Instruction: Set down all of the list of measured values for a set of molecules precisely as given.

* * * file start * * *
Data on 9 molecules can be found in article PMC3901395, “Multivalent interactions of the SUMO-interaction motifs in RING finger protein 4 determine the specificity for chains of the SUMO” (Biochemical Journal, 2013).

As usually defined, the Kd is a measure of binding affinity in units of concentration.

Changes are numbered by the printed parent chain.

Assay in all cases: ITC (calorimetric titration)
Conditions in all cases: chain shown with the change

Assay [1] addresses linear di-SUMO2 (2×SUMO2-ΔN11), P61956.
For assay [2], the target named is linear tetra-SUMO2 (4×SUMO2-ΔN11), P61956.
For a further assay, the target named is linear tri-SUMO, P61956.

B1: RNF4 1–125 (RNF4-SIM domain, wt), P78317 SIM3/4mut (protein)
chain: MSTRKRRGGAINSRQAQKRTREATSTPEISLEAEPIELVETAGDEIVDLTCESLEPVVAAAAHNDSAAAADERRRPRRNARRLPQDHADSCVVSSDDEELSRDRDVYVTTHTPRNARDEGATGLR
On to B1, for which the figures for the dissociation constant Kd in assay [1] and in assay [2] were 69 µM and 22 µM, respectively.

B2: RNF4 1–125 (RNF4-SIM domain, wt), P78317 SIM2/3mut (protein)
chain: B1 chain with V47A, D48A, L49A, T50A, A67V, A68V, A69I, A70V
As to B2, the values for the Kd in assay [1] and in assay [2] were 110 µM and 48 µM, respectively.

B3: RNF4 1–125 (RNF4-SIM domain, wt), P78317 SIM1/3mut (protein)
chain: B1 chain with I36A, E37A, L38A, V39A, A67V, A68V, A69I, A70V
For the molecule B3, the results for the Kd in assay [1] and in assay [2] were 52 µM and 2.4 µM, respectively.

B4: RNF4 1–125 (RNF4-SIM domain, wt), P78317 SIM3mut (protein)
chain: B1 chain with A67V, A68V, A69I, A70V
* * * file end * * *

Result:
Data on 9 molecules can be found in article PMC3901395, “Multivalent interactions of the SUMO-interaction motifs in RING finger protein 4 determine the specificity for chains of the SUMO” (Biochemical Journal, 2013).

As usually defined, the Kd is a measure of binding affinity in units of concentration.

Changes are numbered by the printed parent chain.

Assay in all cases: ITC (calorimetric titration)
Conditions in all cases: chain shown with the change

Assay [1] addresses linear di-SUMO2 (2×SUMO2-ΔN11), P61956.
For assay [2], the target named is linear tetra-SUMO2 (4×SUMO2-ΔN11), P61956.
For a further assay, the target named is linear tri-SUMO, P61956.

B1: RNF4 1–125 (RNF4-SIM domain, wt), P78317 SIM3/4mut (protein)
chain: MSTRKRRGGAINSRQAQKRTREATSTPEISLEAEPIELVETAGDEIVDLTCESLEPVVAAAAHNDSAAAADERRRPRRNARRLPQDHADSCVVSSDDEELSRDRDVYVTTHTPRNARDEGATGLR
On to B1, for which the figures for the dissociation constant Kd in assay [1] and in assay [2] were 69 µM and 22 µM, respectively.

B2: RNF4 1–125 (RNF4-SIM domain, wt), P78317 SIM2/3mut (protein)
chain: B1 chain with V47A, D48A, L49A, T50A, A67V, A68V, A69I, A70V
As to B2, the values for the Kd in assay [1] and in assay [2] were 110 µM and 48 µM, respectively.

B3: RNF4 1–125 (RNF4-SIM domain, wt), P78317 SIM1/3mut (protein)
chain: B1 chain with I36A, E37A, L38A, V39A, A67V, A68V, A69I, A70V
For the molecule B3, the results for the Kd in assay [1] and in assay [2] were 52 µM and 2.4 µM, respectively.

B4: RNF4 1–125 (RNF4-SIM domain, wt), P78317 SIM3mut (protein)
chain: B1 chain with A67V, A68V, A69I, A70V